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Friday, 13 December, 2002, 20:14 GMT
Bush to get smallpox jab
Women receiving smallpox vaccinations in 1943
The US stopped routine vaccinations 30 years ago
US President George W Bush has said he will receive the same smallpox inoculation he has now ordered for all military personnel.

As commander-in-chief, I do not believe I can ask others to accept this risk unless I am willing to do the same - therefore I will receive the vaccine along with our military

President Bush

But his wife and daughters will not get the jab, with the administration keen to persuade civilians there is no immediate threat of a biological attack and they do not need it.

Mr Bush said US authorities had been preparing its options for a possible biological attack for a year and had stockpiled enough vaccine to protect the entire population.

But though he said the smallpox virus could be used as "a weapon of terror" there was no evidence of "imminent danger".

"Our government has no information that a smallpox attack is imminent, yet it is prudent to prepare for the possibility that terrorists who kill indiscriminately would use diseases as a weapon," Mr Bush said.

Risks

About 500,000 service people and US personnel in areas deemed dangerous will be at the forefront of the vaccination programme.

And as there is a slight medical risk from the jab, Mr Bush said he would have it himself.

"As commander-in-chief, I do not believe I can ask others to accept this risk unless I am willing to do the same. Therefore I will receive the vaccine along with our military.

Student Elizabeth Forrester shows off smallpox scar
The vaccination can leave a scar and lead to minor or major health problems
"The vaccinations are a precaution only and not a response to any information concerning any imminent danger.

"Given the current level of threat and the inherent health risks of the vaccine, we have decided not to initiate a broader vaccination programme for all Americans at this time.

"Neither my family nor my staff will be receiving the vaccine because our health and national security experts do not believe vaccination is necessary for the general public."

Jabs on demand

Voluntary vaccinations would be available for medical and emergency staff who would be on the front lines of any biological attack.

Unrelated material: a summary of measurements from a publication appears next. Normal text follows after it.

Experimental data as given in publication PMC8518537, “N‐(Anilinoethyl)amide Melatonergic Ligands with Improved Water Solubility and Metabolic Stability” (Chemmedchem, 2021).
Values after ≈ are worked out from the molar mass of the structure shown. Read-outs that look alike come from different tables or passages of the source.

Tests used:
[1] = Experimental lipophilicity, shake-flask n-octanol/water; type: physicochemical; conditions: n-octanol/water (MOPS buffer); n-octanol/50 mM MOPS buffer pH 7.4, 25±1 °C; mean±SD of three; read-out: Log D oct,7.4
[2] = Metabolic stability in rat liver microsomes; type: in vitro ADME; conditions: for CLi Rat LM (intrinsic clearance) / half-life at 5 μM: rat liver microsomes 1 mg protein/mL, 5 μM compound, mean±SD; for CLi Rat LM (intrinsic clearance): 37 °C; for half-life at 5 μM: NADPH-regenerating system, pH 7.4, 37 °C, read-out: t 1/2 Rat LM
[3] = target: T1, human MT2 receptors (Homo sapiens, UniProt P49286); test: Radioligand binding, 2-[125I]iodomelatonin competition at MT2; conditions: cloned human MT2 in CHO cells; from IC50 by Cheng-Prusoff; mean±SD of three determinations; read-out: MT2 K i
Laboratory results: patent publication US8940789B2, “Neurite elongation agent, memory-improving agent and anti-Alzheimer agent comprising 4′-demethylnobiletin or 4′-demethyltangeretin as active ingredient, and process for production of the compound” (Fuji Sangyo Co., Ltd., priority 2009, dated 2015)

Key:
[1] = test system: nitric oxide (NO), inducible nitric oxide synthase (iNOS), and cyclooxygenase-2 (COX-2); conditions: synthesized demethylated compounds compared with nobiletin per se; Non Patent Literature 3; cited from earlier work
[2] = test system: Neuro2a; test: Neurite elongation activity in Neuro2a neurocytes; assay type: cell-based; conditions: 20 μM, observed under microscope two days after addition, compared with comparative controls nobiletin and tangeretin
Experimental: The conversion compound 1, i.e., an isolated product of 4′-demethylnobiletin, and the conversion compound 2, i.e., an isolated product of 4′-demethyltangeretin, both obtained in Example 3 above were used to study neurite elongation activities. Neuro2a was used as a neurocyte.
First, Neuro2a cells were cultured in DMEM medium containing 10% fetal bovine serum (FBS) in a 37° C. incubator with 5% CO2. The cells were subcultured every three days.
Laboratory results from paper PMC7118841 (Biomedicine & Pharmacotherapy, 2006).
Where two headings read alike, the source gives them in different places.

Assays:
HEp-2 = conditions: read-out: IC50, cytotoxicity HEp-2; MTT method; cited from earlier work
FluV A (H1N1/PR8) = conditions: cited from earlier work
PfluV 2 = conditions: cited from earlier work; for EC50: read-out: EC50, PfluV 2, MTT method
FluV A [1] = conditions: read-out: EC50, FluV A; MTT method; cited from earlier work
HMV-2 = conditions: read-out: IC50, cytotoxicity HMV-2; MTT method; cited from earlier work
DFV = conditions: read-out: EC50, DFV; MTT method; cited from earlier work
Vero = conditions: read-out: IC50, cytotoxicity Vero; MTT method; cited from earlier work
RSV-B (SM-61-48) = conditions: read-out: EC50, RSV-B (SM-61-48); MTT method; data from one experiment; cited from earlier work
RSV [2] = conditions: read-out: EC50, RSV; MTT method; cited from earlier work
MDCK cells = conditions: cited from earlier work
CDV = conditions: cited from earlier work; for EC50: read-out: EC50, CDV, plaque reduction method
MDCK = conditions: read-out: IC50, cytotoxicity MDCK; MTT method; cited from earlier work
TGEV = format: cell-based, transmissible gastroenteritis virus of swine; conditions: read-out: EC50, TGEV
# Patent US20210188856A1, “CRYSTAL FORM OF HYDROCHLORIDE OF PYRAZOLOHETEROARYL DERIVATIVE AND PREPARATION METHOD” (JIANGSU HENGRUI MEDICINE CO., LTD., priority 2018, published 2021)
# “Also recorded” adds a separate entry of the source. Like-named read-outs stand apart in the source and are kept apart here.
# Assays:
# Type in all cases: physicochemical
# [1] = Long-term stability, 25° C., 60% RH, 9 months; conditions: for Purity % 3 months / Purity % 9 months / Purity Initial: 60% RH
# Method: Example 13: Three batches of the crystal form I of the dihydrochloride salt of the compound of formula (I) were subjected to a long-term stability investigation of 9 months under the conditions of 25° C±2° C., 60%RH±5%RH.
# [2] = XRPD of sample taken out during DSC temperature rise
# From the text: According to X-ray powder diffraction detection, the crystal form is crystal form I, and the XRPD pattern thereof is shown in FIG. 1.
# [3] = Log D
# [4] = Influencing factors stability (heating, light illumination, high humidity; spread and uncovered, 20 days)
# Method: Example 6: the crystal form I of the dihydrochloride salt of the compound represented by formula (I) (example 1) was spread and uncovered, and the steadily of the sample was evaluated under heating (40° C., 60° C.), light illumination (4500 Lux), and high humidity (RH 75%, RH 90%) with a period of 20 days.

Citizens who wanted the inoculation despite the repeated assurances that it was not necessary would also be accommodated, the president said.

Smallpox
Has existed for 3,000 years
Spreads through the air
Fatal in up to 30% of cases
No known cure
Vaccination before exposure or 2-3 days after offers almost complete protection
Vaccination 4-5 days after exposure may prevent death
US stopped routine vaccination in 1972
Adults vaccinated as children may no longer be protected
Vaccine can have serious side effects
Sources: CDC and WHO

Based on studies from the 1960s, when inoculation was widespread, 15 out of every million people vaccinated for the first time will face life-threatening complications, and one or two will die.

Therefore statistically, if the entire US population was vaccinated, the vaccine itself would kill just under 200 people.

Smallpox was eradicated worldwide more than 20 years ago, but intelligence analysts believe that at least four countries, including Iraq, have illegal stocks of the virus.

Routine smallpox vaccinations ended in 1972, meaning that nearly half the population is without any protection from the deadly virus - which has a mortality rate of about 30%.

 WATCH/LISTEN
 ON THIS STORY
US President George Bush
"Smallpox is a deadly but preventable disease"
The BBC's Nick Bryant reports from Washington
"Neither his family or members of the White House staff are to be inoculated"
See also:

02 Dec 02 | Health
12 Dec 02 | Americas
23 Sep 02 | Americas
03 Dec 02 | Health
29 Aug 02 | Health
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